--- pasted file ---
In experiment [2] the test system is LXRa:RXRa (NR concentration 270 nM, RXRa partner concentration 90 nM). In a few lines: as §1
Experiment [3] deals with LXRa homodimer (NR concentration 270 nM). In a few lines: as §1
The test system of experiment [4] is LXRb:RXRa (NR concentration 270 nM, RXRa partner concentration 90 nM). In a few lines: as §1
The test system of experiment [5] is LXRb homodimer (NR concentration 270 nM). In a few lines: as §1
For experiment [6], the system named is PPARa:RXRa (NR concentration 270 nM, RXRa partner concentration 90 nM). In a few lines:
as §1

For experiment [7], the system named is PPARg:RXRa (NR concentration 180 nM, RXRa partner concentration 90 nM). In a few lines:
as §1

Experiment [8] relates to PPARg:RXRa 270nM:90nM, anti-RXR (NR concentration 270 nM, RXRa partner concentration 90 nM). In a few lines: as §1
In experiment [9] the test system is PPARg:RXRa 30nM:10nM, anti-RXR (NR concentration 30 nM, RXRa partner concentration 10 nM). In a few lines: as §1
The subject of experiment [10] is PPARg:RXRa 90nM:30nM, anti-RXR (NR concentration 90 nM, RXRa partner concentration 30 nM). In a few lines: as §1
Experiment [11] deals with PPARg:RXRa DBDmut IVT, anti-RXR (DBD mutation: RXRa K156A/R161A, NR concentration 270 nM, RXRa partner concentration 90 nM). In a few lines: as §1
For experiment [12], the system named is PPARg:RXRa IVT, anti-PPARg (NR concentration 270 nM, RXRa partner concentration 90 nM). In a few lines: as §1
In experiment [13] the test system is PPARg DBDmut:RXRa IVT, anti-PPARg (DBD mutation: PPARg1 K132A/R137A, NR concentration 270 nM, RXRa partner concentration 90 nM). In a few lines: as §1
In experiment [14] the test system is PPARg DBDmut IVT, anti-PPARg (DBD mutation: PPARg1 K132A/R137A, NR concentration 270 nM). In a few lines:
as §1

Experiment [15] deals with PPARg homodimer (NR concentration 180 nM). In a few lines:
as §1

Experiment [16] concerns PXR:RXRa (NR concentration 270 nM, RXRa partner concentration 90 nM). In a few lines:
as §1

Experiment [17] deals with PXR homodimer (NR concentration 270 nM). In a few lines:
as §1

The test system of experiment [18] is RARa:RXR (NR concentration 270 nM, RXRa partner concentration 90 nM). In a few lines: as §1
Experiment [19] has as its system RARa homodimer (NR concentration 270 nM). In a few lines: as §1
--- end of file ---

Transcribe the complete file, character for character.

In experiment [2] the test system is LXRa:RXRa (NR concentration 270 nM, RXRa partner concentration 90 nM). In a few lines: as §1
Experiment [3] deals with LXRa homodimer (NR concentration 270 nM). In a few lines: as §1
The test system of experiment [4] is LXRb:RXRa (NR concentration 270 nM, RXRa partner concentration 90 nM). In a few lines: as §1
The test system of experiment [5] is LXRb homodimer (NR concentration 270 nM). In a few lines: as §1
For experiment [6], the system named is PPARa:RXRa (NR concentration 270 nM, RXRa partner concentration 90 nM). In a few lines:
as §1

For experiment [7], the system named is PPARg:RXRa (NR concentration 180 nM, RXRa partner concentration 90 nM). In a few lines:
as §1

Experiment [8] relates to PPARg:RXRa 270nM:90nM, anti-RXR (NR concentration 270 nM, RXRa partner concentration 90 nM). In a few lines: as §1
In experiment [9] the test system is PPARg:RXRa 30nM:10nM, anti-RXR (NR concentration 30 nM, RXRa partner concentration 10 nM). In a few lines: as §1
The subject of experiment [10] is PPARg:RXRa 90nM:30nM, anti-RXR (NR concentration 90 nM, RXRa partner concentration 30 nM). In a few lines: as §1
Experiment [11] deals with PPARg:RXRa DBDmut IVT, anti-RXR (DBD mutation: RXRa K156A/R161A, NR concentration 270 nM, RXRa partner concentration 90 nM). In a few lines: as §1
For experiment [12], the system named is PPARg:RXRa IVT, anti-PPARg (NR concentration 270 nM, RXRa partner concentration 90 nM). In a few lines: as §1
In experiment [13] the test system is PPARg DBDmut:RXRa IVT, anti-PPARg (DBD mutation: PPARg1 K132A/R137A, NR concentration 270 nM, RXRa partner concentration 90 nM). In a few lines: as §1
In experiment [14] the test system is PPARg DBDmut IVT, anti-PPARg (DBD mutation: PPARg1 K132A/R137A, NR concentration 270 nM). In a few lines:
as §1

Experiment [15] deals with PPARg homodimer (NR concentration 180 nM). In a few lines:
as §1

Experiment [16] concerns PXR:RXRa (NR concentration 270 nM, RXRa partner concentration 90 nM). In a few lines:
as §1

Experiment [17] deals with PXR homodimer (NR concentration 270 nM). In a few lines:
as §1

The test system of experiment [18] is RARa:RXR (NR concentration 270 nM, RXRa partner concentration 90 nM). In a few lines: as §1
Experiment [19] has as its system RARa homodimer (NR concentration 270 nM). In a few lines: as §1